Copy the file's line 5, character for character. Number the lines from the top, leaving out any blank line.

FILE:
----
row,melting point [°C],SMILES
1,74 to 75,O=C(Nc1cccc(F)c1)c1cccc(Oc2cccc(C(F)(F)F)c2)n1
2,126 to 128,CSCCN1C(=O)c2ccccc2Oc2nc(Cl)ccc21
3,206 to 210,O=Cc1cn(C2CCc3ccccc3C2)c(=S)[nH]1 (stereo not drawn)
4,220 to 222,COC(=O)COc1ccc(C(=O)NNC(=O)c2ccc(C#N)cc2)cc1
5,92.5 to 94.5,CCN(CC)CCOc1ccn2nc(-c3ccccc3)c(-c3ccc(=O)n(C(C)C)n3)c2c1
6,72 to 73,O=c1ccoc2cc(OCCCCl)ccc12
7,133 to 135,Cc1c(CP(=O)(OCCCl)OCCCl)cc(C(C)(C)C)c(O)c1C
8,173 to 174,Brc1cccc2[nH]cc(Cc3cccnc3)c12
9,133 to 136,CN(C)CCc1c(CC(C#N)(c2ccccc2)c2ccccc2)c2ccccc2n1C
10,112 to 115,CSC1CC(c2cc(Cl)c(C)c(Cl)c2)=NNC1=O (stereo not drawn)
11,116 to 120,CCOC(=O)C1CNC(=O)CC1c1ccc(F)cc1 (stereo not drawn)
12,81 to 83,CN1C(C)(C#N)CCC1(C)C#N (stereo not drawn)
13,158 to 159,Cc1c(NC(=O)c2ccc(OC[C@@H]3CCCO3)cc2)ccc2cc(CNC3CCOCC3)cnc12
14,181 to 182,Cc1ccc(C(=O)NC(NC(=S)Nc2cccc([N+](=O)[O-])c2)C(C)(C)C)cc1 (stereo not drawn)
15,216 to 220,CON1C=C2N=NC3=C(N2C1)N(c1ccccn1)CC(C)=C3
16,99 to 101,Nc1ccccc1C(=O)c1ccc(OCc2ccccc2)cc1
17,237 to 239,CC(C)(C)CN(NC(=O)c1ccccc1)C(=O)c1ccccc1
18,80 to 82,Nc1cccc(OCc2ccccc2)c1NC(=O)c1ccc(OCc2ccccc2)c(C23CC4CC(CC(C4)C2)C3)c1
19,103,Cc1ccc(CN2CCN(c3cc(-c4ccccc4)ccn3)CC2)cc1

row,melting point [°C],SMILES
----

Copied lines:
4,220 to 222,COC(=O)COc1ccc(C(=O)NNC(=O)c2ccc(C#N)cc2)cc1